Hundreds attend memorial church service

The crowd spilled out of the Methodist church in the capital on Tuesday, with President Robert Mugabe and a raft of senior officials from both the ZANU-PF and Tsvangirai’s Movement for Democratic Change (MDC) in attendance.

An inter-denominational choir sang dirges as the hearse arrived and Mr Tsvangirai, dressed in black, entered the church.

The church service was to be followed by a larger public memorial at a Harare stadium, the same venue where just four weeks ago Mr Tsvangirai was cheered as the new prime minister in the unity government.

The crash and Susan Tsvangirai’s death have overshadowed the new government’s work to rebuild an economy devastated by world-record hyperinflation with more than half the population dependent on foreign food aid for survival.

A US-British aid truck carrying AIDS drugs slammed into the Tsvangirais’ four-wheel drive on Friday on a potholed highway outside Harare.

Susan Tsvangirai died instantly and Mr Tsvangirai suffered minor injuries. He was briefly hospitalised in Harare and flew over the weekend for further medical checks in Botswana, but quickly returned home to prepare the funeral.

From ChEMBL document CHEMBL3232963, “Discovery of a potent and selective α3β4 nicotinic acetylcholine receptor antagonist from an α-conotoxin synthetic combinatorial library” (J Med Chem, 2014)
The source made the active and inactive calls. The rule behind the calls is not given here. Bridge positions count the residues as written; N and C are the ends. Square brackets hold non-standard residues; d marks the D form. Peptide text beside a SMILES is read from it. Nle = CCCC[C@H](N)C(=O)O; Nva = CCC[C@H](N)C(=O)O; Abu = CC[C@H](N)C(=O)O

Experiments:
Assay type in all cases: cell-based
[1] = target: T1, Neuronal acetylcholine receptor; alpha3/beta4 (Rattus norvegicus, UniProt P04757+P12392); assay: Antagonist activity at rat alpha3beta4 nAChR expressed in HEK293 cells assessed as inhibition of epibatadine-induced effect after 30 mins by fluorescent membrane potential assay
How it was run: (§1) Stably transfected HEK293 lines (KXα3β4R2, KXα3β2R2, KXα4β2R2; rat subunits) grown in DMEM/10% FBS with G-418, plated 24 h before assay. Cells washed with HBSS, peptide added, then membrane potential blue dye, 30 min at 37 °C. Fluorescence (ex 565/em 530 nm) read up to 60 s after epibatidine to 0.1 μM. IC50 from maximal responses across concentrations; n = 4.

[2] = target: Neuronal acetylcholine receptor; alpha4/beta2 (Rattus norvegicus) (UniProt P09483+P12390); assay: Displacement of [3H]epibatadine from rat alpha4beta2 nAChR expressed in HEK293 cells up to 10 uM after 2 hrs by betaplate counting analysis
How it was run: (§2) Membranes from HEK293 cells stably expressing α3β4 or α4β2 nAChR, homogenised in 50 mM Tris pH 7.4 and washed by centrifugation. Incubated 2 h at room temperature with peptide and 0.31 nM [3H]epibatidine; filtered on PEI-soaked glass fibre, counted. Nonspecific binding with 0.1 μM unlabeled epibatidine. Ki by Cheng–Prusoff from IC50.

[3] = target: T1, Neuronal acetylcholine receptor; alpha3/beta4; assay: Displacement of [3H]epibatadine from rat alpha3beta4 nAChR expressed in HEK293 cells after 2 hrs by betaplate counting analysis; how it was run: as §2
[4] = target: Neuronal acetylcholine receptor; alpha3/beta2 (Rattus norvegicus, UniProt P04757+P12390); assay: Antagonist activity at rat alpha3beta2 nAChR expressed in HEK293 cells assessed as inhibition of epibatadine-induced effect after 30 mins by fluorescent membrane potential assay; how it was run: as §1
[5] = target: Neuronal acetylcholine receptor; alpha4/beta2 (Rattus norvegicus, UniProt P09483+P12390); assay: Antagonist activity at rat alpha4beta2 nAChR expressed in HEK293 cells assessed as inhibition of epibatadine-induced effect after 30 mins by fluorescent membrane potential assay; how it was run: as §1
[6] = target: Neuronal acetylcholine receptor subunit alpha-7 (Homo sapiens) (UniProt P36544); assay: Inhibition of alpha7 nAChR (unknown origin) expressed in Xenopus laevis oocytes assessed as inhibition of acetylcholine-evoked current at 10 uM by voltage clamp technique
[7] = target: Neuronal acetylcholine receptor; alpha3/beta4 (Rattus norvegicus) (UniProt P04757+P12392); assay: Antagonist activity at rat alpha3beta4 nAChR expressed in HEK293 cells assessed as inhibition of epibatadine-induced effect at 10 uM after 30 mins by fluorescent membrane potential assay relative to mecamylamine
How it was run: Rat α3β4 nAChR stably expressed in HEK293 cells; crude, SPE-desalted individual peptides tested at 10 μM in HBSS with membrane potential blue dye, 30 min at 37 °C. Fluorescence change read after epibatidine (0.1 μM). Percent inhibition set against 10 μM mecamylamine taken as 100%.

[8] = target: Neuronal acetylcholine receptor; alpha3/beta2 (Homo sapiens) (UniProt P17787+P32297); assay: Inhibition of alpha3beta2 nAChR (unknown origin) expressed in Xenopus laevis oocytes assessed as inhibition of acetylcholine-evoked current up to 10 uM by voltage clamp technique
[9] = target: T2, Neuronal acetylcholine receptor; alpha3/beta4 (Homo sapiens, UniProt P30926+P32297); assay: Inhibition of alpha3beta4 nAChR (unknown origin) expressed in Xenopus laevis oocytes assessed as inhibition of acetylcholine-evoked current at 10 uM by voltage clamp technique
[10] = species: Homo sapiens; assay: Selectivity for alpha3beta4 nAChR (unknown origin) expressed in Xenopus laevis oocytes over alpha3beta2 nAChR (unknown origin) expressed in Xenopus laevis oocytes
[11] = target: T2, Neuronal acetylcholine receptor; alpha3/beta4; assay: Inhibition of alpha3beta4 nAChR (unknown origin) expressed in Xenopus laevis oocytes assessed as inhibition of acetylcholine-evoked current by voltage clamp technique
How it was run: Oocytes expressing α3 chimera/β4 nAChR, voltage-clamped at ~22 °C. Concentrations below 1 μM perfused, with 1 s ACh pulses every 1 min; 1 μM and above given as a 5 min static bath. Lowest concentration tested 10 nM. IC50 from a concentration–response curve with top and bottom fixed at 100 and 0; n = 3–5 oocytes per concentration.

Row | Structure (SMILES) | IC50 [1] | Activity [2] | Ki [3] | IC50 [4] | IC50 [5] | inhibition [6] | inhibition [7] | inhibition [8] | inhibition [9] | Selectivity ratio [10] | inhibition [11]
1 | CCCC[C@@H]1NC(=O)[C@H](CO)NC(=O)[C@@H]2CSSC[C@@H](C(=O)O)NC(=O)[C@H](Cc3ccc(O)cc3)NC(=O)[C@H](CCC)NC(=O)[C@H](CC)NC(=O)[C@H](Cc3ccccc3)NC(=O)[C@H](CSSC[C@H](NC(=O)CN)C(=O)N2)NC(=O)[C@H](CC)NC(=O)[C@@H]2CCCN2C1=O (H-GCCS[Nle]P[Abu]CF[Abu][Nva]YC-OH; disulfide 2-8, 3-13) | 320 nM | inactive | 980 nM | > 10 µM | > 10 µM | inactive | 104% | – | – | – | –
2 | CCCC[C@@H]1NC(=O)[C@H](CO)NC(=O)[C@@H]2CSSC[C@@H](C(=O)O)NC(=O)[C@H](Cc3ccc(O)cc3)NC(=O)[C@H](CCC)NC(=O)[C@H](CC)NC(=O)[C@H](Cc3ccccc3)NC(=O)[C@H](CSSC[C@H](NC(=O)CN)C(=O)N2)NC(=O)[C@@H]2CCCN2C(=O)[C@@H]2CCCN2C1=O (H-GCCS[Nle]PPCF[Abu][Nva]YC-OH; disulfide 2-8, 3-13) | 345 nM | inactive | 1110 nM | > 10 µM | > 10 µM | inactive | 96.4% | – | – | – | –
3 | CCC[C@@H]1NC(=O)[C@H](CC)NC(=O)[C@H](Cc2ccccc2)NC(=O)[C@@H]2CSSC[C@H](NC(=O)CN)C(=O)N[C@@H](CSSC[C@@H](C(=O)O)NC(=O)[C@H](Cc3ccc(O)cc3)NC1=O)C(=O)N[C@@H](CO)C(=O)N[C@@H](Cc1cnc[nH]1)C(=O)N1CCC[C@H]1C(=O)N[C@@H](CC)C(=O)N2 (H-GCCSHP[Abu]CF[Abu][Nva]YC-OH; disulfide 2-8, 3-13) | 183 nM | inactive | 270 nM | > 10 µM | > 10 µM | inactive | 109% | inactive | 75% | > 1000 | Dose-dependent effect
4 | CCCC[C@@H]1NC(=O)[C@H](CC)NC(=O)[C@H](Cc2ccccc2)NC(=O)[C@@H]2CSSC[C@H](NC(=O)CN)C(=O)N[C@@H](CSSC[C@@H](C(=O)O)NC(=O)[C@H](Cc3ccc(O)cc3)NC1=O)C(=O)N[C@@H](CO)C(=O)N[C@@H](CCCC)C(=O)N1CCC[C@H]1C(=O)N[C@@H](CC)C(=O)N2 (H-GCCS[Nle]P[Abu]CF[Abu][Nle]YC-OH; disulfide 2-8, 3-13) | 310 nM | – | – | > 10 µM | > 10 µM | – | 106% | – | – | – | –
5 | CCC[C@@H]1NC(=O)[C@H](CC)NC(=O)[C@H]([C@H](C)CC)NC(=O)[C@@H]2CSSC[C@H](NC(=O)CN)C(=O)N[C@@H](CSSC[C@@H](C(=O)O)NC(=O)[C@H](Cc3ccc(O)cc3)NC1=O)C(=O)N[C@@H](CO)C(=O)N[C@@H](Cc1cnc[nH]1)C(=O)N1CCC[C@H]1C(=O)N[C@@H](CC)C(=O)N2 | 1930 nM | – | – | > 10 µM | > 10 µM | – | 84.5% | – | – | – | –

Mr Tsvangirai has sought to dispel fears the accident could have been linked to a long history of deadly political trickery in Zimbabwe, ruling out any foul play in her death.

"It was an accident and unfortunately it took her life,” he told mourners gathered at his home on Monday.

"I want to thank God for giving me 31 years with my wife,” he said.

"Life will go on, and I am certain she would have liked life to go on.”

Her body would be taken to the couple’s Harare home later on Tuesday, before burial on Wednesday morning in their hometown Buhera, his party said.

Susan Tsvangirai, 50, generally avoided the political spotlight.

She founded a charity to teach women about AIDS, which has expanded to provide other health and social services in a nation where health care has collapsed.

The MDC is conducting its own investigation into the crash, but has not alleged foul play. Doubts about the incident eased after Washington and London said the truck was owned by a joint US-British aid project that delivers HIV/AIDS drugs.